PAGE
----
Former champion Stuart Bingham won a delayed deciding frame to end world number nine Ding Junhui's hopes of a first World Championship title.

    A gripping first-round tie was halted in the afternoon at 9-9 as tournament rules mean a frame cannot start within 45 minutes of the next session.

    When play resumed after Mark Allen defeated Lyu Haotian, Ding missed a red and Bingham made a 70 to win through.

    "I am over the moon and now well into the tournament," said Bingham.

    "I understand the decision to take us off but it was a nightmare. It's not something you want to go through.

    "But it's great to be here and playing in front of fans and great to get the first match out of the way."

    China's Ding, a 14-time ranking event winner, held a one-frame overnight lead at 5-4, but breaks of 60, 92 and 104 helped Bingham take the lead at 8-7 before the 2016 runner-up regained his composure to draw level again.

    The Essex man once again edged ahead but was made to wait for his victory by both the schedule and his opponent.

  4. Last time out

    Last year’s final saw Ronnie O'Sullivan claim his sixth World Championship title with a dominant 18-8 victory over Kyren Wilson at Sheffield's Crucible Theatre.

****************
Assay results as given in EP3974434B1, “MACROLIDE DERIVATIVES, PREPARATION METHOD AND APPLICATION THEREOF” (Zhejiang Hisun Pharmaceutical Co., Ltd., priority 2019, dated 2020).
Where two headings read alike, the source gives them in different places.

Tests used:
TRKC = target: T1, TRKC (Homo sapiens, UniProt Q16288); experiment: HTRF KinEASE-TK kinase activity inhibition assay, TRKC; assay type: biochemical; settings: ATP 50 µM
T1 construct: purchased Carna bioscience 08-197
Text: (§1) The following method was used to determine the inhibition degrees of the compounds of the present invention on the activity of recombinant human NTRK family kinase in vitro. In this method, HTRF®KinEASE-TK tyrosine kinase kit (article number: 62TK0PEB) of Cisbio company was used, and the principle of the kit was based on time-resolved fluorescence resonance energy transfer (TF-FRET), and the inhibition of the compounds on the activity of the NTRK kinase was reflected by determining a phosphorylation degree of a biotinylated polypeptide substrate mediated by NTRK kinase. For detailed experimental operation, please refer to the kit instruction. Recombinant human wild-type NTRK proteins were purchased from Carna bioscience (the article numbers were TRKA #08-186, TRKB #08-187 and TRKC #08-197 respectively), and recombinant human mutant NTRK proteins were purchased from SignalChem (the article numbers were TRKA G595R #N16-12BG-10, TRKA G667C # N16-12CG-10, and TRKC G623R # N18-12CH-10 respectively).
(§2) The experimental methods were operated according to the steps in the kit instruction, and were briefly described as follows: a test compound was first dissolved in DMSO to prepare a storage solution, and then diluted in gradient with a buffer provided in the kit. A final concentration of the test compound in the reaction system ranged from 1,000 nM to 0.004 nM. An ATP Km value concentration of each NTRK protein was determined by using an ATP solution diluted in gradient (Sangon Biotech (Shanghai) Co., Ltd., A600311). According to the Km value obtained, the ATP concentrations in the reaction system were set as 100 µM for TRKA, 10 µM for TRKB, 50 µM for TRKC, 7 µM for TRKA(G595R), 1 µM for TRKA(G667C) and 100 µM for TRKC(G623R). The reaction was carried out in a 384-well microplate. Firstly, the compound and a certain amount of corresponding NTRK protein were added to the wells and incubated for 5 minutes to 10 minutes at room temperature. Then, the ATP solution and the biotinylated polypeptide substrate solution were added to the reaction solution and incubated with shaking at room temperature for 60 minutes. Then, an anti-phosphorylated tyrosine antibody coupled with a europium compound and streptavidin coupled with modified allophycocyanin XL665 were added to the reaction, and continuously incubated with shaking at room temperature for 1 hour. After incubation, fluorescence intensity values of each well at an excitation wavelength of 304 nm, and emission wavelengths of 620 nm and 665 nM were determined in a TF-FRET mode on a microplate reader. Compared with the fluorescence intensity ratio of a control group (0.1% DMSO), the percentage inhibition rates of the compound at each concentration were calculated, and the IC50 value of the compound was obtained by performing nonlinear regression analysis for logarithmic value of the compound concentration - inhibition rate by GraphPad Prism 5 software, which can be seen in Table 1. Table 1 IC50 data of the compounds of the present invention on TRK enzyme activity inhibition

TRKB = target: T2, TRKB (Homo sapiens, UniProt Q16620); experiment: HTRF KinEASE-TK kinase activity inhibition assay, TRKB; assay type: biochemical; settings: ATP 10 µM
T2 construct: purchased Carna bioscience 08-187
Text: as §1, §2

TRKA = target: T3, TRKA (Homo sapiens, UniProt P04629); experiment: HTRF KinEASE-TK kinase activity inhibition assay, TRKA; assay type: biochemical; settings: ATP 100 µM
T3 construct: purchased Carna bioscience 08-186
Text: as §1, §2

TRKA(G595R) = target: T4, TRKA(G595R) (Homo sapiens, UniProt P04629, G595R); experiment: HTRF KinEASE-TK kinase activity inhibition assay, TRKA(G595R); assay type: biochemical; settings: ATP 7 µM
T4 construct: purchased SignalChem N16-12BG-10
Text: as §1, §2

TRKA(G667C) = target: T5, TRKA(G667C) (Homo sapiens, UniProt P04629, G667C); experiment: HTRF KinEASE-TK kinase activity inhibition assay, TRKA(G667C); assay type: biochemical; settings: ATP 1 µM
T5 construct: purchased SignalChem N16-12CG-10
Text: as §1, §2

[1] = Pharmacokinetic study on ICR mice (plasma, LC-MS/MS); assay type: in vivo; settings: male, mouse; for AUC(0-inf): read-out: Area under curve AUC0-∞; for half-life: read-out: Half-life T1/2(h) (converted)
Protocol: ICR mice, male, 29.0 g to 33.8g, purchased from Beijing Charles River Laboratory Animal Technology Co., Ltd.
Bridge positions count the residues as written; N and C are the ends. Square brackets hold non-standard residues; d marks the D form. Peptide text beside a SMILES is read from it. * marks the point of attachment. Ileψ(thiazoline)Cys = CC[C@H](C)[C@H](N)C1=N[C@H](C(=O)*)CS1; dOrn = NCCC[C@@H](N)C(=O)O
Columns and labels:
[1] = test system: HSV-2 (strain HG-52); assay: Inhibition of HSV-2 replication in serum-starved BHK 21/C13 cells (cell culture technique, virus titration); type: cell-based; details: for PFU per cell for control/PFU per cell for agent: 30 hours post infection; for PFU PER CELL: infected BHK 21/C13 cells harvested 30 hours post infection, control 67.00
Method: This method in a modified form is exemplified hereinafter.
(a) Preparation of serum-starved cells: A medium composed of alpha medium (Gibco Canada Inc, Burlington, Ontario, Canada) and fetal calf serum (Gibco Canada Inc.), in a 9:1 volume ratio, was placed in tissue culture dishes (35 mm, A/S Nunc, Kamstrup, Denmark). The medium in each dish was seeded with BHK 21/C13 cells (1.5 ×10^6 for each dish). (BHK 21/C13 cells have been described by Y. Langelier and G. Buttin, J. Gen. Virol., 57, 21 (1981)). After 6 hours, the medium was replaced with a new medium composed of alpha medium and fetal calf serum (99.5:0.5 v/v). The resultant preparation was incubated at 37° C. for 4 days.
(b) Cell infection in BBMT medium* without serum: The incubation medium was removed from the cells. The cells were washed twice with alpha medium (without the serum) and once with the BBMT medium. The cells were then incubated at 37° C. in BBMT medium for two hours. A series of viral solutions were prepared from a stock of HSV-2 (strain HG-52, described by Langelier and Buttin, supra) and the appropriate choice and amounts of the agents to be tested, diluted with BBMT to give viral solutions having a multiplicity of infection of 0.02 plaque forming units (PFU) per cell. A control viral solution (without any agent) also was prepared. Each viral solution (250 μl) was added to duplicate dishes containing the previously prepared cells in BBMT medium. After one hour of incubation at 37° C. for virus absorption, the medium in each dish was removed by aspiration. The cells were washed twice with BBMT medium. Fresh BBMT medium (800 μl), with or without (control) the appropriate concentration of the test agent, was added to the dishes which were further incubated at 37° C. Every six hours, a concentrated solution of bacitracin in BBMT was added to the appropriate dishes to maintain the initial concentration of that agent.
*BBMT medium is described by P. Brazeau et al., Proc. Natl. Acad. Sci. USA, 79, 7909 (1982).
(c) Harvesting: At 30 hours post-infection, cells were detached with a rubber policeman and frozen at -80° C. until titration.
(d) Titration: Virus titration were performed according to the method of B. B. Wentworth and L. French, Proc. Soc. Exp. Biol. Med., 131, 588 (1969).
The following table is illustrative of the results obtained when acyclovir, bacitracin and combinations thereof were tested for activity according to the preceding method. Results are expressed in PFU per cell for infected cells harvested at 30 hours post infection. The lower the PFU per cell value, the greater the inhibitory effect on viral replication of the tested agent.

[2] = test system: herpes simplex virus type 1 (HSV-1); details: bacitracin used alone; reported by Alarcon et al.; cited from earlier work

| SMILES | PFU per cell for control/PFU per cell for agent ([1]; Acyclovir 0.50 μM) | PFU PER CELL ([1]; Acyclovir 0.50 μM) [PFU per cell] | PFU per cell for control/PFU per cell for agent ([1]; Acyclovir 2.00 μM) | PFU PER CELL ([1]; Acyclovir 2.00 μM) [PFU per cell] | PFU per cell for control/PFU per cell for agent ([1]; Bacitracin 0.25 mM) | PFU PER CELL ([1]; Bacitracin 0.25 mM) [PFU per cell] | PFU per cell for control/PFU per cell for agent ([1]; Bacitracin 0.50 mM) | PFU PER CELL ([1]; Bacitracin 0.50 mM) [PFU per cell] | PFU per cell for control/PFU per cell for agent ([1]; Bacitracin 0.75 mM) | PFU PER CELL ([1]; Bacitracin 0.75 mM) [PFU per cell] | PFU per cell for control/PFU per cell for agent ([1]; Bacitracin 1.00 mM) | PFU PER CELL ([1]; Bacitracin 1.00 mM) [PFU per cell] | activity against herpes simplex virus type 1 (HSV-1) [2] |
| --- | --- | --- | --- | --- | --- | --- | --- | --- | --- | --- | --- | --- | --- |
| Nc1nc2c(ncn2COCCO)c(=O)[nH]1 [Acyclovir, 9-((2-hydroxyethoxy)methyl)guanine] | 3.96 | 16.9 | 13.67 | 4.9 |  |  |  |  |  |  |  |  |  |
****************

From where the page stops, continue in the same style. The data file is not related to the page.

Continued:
O'Sullivan draws level with Ray Reardon and boyhood hero Steve Davis on world crowns, and surpasses Stephen Hendry on the all-time list of ranking event wins with a record 37 titles.

    Although Wilson battled back to 10-7, O'Sullivan wrested total control with a run of eight frames on Sunday.

    O'Sullivan, 44, is the oldest champion since Reardon, who was 45 in 1978.

    It was the biggest winning margin in a final since 2008, when O'Sullivan defeated Ali Carter by the same scoreline.

    Read the full report here.

    Video content

    Video caption: How the Rocket Ronnie O'Sullivan won world title number six
  5. Today's matches

    Wednesday 21 April

    10:00

    Mark Williams v Sam Craigie

    Shaun Murphy v Mark Davis

    14:30

    Mark Selby v Kurt Maflin